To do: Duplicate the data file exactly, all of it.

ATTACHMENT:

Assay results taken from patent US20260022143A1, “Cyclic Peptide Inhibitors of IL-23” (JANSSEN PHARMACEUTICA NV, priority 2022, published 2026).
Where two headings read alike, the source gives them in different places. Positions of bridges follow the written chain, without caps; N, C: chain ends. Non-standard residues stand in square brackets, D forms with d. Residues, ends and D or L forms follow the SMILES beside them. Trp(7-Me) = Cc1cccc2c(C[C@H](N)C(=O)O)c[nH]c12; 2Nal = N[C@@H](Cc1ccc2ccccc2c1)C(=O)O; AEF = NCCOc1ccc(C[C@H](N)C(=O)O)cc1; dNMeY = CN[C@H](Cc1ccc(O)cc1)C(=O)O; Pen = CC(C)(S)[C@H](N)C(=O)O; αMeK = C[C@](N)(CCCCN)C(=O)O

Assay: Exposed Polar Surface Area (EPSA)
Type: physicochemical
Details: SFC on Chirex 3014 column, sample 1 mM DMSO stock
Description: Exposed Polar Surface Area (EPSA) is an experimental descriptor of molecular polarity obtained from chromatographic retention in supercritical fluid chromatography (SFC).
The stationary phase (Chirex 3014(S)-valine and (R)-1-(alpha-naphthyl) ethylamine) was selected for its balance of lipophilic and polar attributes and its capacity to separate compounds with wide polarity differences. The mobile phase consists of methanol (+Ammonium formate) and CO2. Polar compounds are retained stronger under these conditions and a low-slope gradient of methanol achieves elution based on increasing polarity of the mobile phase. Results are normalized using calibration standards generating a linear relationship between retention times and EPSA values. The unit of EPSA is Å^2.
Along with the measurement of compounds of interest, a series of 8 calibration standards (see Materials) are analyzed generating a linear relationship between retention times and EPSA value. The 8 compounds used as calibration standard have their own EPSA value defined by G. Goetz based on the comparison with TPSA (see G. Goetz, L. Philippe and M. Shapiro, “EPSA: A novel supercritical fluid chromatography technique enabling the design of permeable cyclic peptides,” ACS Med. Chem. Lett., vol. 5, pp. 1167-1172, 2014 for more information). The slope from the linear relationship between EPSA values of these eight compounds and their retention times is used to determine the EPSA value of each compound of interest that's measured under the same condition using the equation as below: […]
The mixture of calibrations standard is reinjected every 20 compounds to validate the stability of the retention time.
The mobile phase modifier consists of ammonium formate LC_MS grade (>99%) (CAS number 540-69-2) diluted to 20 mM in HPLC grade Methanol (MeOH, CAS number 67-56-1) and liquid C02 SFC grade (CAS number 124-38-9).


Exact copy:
Assay results taken from patent US20260022143A1, “Cyclic Peptide Inhibitors of IL-23” (JANSSEN PHARMACEUTICA NV, priority 2022, published 2026).
Where two headings read alike, the source gives them in different places. Positions of bridges follow the written chain, without caps; N, C: chain ends. Non-standard residues stand in square brackets, D forms with d. Residues, ends and D or L forms follow the SMILES beside them. Trp(7-Me) = Cc1cccc2c(C[C@H](N)C(=O)O)c[nH]c12; 2Nal = N[C@@H](Cc1ccc2ccccc2c1)C(=O)O; AEF = NCCOc1ccc(C[C@H](N)C(=O)O)cc1; dNMeY = CN[C@H](Cc1ccc(O)cc1)C(=O)O; Pen = CC(C)(S)[C@H](N)C(=O)O; αMeK = C[C@](N)(CCCCN)C(=O)O

Assay: Exposed Polar Surface Area (EPSA)
Type: physicochemical
Details: SFC on Chirex 3014 column, sample 1 mM DMSO stock
Description: Exposed Polar Surface Area (EPSA) is an experimental descriptor of molecular polarity obtained from chromatographic retention in supercritical fluid chromatography (SFC).
The stationary phase (Chirex 3014(S)-valine and (R)-1-(alpha-naphthyl) ethylamine) was selected for its balance of lipophilic and polar attributes and its capacity to separate compounds with wide polarity differences. The mobile phase consists of methanol (+Ammonium formate) and CO2. Polar compounds are retained stronger under these conditions and a low-slope gradient of methanol achieves elution based on increasing polarity of the mobile phase. Results are normalized using calibration standards generating a linear relationship between retention times and EPSA values. The unit of EPSA is Å^2.
Along with the measurement of compounds of interest, a series of 8 calibration standards (see Materials) are analyzed generating a linear relationship between retention times and EPSA value. The 8 compounds used as calibration standard have their own EPSA value defined by G. Goetz based on the comparison with TPSA (see G. Goetz, L. Philippe and M. Shapiro, “EPSA: A novel supercritical fluid chromatography technique enabling the design of permeable cyclic peptides,” ACS Med. Chem. Lett., vol. 5, pp. 1167-1172, 2014 for more information). The slope from the linear relationship between EPSA values of these eight compounds and their retention times is used to determine the EPSA value of each compound of interest that's measured under the same condition using the equation as below: […]
The mixture of calibrations standard is reinjected every 20 compounds to validate the stability of the retention time.
The mobile phase modifier consists of ammonium formate LC_MS grade (>99%) (CAS number 540-69-2) diluted to 20 mM in HPLC grade Methanol (MeOH, CAS number 67-56-1) and liquid C02 SFC grade (CAS number 124-38-9).